By the time Reece stepped through the door, she sat waiting for him on the couch, her coat over one arm, her purse clutched tightly in her lap.
“Sarah?” Reece looked at her, concern darkening his blue eyes. “Are you okay?” Without bothering to remove his coat, he crossed the room and laid his hand on her forehead. “God, you’re burning up.”
His concern nearly crumbled her resolve. For a few seconds, she considered throwing herself into his arms and telling him everything—about his mother’s visit. And about the new baby. She wanted to lay her problems at his feet and let him sort through them. Just as she’d done more than a year ago when she’d told him about Drew.
Instead, she stood and took a step away from him. She couldn’t lean on Reece anymore. He was too young to be saddled with a wife and a sick child—his mother’s words, but no less true because of their source. Reece deserved more. He should be in school, not working a minimum-wage construction job and frequenting bars with men twice his age. And for once, Sarah was going to do the right thing. With her gone, his family would step in and take care of both him and Drew.
“I’ve got a touch of the flu,” she said, putting some more distance between them. “But that’s not why I wanted you to come home.”
“You need to see a doctor.”
“We can’t afford a doctor, Reece.”
She saw the frustration cross his features, those perfect all-American features that set him apart from her own half-breed heritage. “I’ll give Doc a call—”
“No. I’ll see someone on my own.”
His expression clouded, and then, for the first time, he seemed to notice the coat she was holding. “Where are you going?”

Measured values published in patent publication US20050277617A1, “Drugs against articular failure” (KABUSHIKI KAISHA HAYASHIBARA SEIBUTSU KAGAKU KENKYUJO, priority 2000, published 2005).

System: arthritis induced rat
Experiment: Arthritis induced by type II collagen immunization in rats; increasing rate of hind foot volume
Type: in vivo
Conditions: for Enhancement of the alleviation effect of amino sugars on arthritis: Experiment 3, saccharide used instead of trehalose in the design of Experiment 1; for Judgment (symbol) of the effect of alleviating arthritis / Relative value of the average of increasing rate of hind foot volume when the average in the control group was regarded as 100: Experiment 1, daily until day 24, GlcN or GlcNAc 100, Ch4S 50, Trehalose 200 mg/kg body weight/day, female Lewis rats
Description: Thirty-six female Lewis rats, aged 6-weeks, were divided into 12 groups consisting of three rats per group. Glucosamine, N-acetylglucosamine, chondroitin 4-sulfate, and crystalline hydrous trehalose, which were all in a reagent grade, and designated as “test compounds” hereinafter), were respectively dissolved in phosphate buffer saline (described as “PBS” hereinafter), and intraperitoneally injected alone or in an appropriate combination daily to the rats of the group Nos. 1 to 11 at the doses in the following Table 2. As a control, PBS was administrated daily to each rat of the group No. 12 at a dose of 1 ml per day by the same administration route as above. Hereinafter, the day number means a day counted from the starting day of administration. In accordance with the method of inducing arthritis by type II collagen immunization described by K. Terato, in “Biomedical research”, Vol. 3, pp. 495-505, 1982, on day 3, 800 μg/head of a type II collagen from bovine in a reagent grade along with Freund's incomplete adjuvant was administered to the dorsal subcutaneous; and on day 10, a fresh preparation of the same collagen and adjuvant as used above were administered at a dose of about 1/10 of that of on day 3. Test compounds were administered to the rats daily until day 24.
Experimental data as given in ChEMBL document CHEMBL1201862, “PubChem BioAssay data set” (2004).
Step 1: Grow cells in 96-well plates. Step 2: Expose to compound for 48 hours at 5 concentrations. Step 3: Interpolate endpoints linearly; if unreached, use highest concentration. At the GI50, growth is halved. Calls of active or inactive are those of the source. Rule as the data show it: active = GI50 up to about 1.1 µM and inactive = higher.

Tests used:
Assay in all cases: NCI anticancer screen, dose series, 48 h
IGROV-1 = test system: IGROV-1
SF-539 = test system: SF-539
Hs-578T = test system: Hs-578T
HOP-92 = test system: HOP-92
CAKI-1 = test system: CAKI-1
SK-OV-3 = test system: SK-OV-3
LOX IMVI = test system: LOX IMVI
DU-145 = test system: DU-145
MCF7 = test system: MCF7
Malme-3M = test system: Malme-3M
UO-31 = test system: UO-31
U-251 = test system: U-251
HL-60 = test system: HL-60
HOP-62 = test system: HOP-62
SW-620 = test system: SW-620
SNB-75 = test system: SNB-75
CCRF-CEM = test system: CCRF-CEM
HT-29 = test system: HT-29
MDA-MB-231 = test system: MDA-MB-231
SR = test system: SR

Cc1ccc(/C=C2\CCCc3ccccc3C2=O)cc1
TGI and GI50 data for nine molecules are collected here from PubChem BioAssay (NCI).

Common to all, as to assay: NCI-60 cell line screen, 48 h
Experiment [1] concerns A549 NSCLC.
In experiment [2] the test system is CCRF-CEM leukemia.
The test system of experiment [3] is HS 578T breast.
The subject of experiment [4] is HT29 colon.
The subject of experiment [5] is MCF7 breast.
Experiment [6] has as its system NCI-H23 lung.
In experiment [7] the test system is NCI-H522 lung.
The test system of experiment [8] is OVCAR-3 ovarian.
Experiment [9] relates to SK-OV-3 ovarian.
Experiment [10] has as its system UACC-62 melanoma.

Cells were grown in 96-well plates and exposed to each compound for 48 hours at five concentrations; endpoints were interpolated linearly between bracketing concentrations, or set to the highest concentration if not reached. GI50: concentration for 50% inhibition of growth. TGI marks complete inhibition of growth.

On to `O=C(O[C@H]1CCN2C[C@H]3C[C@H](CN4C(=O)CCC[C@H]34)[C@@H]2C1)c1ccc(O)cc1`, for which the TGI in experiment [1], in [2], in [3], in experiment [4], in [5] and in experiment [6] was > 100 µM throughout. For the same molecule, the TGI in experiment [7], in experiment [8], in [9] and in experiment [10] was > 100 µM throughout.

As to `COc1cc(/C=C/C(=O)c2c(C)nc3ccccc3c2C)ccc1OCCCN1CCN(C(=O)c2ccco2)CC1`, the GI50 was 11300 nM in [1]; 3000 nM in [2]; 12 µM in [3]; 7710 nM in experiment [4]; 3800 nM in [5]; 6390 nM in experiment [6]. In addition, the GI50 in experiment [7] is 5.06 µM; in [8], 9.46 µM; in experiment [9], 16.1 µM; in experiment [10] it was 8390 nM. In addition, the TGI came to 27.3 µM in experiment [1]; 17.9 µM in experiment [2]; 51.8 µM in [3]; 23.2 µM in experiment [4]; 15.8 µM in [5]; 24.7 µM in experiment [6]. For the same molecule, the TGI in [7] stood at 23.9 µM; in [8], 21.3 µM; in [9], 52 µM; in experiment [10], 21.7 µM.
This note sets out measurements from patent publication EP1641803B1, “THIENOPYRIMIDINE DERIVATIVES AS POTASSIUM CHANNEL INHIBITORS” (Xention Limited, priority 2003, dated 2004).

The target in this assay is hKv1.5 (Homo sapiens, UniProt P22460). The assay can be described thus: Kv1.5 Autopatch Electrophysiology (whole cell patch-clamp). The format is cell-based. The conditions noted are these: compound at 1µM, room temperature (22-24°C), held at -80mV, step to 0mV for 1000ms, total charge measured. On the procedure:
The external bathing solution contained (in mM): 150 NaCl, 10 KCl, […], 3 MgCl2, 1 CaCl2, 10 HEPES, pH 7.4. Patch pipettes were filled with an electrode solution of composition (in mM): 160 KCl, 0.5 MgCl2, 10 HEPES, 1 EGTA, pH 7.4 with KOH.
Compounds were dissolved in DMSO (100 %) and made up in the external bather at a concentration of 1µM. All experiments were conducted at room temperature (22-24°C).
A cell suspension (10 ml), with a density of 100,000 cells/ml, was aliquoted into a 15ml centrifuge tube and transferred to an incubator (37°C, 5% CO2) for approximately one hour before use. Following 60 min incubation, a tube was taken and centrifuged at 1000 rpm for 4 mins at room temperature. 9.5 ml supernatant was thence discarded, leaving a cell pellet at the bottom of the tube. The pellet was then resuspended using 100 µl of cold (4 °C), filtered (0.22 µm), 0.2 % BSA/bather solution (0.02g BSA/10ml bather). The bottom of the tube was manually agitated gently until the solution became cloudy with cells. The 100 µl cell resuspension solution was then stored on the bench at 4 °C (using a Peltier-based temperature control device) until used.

She gripped her purse tighter. “I’m leaving you.”
She lifted her chin and toughened her expression. But it was hard. So hard. “I’ve had enough.”
“Enough? What are you talking about?” He closed the space between them and grabbed her arm. “You can’t leave.”
“Watch me.” She shook off his hand. “This marriage business hasn’t turned out the way I expected.” She moved toward the door and set her purse down to slip on her coat. “I thought your family would come around eventually. But it’s not going to happen. They’re going to let us rot in this hellhole of an apartment until we’re old and used up.”
“What about Drew?” Reece’s confusion had turned to anger, and the accusation in his words sliced through her heart. “Are you just going to walk out on your son?”
It’s for his own good, she wanted to scream. And for yours. Instead, she shrugged and forced a disinterested tone into her voice. “He’s your son, too. You take care of him.”
For a heartbeat, Reece remained silent, the anger in his too-bright eyes washing over her. Then he said, “Tell me this is some kind of joke, Sarah.”
She wished she could, but she shook her head. “I’m tired of being poor. And,” she forced the lie, praying he’d believe it, “I’ve found someone else.”
He flinched as if she’d struck him. He took a step backward, his face a mask of disbelief while his eyes filled instantly with pain. “I don’t believe you,” he said, his voice a ragged whisper.
It took all her willpower to continue to meet the anguish in his gaze without begging for his forgiveness, all her strength to continue the lie. “Believe it.”
“Don’t do this, Sarah.” He moved toward her, but she took another step back. She couldn’t let him touch her again. If she did, she wasn’t sure she’d be able to go through with this. “Whatever’s wrong, we can work it out.”
“I am working it out, Reece. My way.”
“I love you.” This time he succeeded in grabbing her arm. “I thought you loved me.”
She braced herself for the biggest lie of her life. “Well, you thought wrong.”